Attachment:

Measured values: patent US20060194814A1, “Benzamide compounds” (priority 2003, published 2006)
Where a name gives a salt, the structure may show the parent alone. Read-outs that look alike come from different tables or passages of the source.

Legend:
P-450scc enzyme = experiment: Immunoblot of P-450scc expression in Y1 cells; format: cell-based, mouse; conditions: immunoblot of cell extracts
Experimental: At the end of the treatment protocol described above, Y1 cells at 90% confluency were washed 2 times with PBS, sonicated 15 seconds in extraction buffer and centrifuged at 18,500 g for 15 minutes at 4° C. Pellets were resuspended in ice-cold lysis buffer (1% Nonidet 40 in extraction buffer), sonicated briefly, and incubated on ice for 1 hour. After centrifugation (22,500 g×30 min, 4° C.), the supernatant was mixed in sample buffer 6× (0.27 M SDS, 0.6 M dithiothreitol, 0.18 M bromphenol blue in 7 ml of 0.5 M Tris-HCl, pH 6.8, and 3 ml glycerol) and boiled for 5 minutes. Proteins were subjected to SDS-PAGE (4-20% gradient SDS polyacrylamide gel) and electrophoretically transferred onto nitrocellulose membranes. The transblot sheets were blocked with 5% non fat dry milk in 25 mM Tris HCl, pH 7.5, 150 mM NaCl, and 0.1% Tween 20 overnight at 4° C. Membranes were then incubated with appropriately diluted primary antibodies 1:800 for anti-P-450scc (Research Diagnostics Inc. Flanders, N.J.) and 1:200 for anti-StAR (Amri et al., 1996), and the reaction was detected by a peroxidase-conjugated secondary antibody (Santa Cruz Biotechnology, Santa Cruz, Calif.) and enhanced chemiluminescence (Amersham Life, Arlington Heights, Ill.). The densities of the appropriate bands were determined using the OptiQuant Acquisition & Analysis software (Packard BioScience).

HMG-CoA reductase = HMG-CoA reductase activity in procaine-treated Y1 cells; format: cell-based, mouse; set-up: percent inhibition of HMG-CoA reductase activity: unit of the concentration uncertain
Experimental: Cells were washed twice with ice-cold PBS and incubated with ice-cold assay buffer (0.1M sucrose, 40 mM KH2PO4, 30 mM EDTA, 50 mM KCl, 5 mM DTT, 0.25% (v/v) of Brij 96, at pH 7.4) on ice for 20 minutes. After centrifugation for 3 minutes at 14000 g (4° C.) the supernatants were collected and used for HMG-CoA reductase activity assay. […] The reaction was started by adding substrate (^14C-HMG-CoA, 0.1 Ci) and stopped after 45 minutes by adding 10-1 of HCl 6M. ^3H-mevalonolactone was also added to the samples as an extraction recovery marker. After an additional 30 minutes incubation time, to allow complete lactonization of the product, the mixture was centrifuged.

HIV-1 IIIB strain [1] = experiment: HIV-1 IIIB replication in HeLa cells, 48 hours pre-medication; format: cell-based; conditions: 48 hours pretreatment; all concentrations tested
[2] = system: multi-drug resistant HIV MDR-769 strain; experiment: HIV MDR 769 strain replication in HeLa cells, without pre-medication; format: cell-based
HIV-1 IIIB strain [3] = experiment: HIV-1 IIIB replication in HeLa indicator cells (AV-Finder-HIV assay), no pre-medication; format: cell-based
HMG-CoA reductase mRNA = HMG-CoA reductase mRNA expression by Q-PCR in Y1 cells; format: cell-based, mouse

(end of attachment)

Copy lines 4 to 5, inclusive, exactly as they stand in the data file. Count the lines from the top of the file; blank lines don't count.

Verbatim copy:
P-450scc enzyme = experiment: Immunoblot of P-450scc expression in Y1 cells; format: cell-based, mouse; conditions: immunoblot of cell extracts
Experimental: At the end of the treatment protocol described above, Y1 cells at 90% confluency were washed 2 times with PBS, sonicated 15 seconds in extraction buffer and centrifuged at 18,500 g for 15 minutes at 4° C. Pellets were resuspended in ice-cold lysis buffer (1% Nonidet 40 in extraction buffer), sonicated briefly, and incubated on ice for 1 hour. After centrifugation (22,500 g×30 min, 4° C.), the supernatant was mixed in sample buffer 6× (0.27 M SDS, 0.6 M dithiothreitol, 0.18 M bromphenol blue in 7 ml of 0.5 M Tris-HCl, pH 6.8, and 3 ml glycerol) and boiled for 5 minutes. Proteins were subjected to SDS-PAGE (4-20% gradient SDS polyacrylamide gel) and electrophoretically transferred onto nitrocellulose membranes. The transblot sheets were blocked with 5% non fat dry milk in 25 mM Tris HCl, pH 7.5, 150 mM NaCl, and 0.1% Tween 20 overnight at 4° C. Membranes were then incubated with appropriately diluted primary antibodies 1:800 for anti-P-450scc (Research Diagnostics Inc. Flanders, N.J.) and 1:200 for anti-StAR (Amri et al., 1996), and the reaction was detected by a peroxidase-conjugated secondary antibody (Santa Cruz Biotechnology, Santa Cruz, Calif.) and enhanced chemiluminescence (Amersham Life, Arlington Heights, Ill.). The densities of the appropriate bands were determined using the OptiQuant Acquisition & Analysis software (Packard BioScience).